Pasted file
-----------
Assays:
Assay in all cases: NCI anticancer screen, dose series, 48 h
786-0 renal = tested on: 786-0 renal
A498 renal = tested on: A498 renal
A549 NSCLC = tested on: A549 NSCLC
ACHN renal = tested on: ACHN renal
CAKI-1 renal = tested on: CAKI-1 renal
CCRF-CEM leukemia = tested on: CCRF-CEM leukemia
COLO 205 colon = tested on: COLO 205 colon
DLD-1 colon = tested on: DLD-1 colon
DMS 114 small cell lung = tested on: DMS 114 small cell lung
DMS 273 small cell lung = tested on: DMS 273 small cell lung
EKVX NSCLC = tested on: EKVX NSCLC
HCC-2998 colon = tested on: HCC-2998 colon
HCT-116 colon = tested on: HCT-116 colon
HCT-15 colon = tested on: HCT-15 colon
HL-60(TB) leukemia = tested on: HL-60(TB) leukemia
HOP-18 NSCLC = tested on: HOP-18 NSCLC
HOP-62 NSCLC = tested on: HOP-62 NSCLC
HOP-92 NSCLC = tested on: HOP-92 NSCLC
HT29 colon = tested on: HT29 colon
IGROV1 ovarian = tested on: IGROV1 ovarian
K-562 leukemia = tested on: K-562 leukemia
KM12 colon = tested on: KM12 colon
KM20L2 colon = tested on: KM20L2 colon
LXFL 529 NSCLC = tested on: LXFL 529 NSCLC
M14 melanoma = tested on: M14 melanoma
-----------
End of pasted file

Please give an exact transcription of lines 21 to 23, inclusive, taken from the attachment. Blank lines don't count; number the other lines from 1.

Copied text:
HT29 colon = tested on: HT29 colon
IGROV1 ovarian = tested on: IGROV1 ovarian
K-562 leukemia = tested on: K-562 leukemia